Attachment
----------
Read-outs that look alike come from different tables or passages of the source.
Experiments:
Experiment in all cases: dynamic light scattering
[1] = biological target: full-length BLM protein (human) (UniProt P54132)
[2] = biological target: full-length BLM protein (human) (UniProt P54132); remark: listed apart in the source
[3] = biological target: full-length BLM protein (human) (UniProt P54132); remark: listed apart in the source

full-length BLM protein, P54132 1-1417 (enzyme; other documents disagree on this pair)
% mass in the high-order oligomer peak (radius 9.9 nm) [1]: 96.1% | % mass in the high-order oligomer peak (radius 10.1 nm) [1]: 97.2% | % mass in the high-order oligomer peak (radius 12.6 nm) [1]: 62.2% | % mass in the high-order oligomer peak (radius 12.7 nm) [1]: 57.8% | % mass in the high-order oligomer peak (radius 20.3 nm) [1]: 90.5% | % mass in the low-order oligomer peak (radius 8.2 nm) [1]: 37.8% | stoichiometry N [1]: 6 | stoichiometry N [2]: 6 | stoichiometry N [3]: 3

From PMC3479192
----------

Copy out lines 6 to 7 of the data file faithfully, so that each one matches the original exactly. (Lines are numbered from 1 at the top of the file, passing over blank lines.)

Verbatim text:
[3] = biological target: full-length BLM protein (human) (UniProt P54132); remark: listed apart in the source

full-length BLM protein, P54132 1-1417 (enzyme; other documents disagree on this pair)